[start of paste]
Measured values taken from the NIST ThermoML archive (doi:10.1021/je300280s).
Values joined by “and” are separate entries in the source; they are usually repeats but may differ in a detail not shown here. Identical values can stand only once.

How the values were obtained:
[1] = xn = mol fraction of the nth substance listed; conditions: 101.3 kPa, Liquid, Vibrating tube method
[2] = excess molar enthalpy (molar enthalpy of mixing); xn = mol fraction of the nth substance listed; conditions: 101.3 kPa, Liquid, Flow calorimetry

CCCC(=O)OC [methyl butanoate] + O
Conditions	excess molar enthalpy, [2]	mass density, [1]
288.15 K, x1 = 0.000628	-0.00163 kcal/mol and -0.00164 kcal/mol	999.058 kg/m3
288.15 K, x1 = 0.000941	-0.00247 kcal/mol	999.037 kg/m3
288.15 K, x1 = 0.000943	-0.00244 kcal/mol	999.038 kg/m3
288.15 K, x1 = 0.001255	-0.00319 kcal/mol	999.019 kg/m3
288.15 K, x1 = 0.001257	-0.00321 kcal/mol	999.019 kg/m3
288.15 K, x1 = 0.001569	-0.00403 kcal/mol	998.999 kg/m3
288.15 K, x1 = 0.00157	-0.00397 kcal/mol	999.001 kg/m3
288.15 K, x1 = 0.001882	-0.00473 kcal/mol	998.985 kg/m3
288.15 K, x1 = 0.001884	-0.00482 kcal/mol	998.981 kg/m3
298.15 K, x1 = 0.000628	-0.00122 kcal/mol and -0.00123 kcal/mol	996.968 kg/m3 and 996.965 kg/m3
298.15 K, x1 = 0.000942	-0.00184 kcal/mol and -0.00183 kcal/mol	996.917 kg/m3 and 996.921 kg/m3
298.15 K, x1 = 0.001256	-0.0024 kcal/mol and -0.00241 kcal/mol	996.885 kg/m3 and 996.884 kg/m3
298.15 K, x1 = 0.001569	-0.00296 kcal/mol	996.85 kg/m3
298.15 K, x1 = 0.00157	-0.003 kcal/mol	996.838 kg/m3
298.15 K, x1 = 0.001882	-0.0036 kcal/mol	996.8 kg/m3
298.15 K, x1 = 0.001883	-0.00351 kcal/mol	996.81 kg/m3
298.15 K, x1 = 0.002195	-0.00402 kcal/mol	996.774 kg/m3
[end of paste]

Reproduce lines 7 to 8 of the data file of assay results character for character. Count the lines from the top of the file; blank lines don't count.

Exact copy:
Conditions	excess molar enthalpy, [2]	mass density, [1]
288.15 K, x1 = 0.000628	-0.00163 kcal/mol and -0.00164 kcal/mol	999.058 kg/m3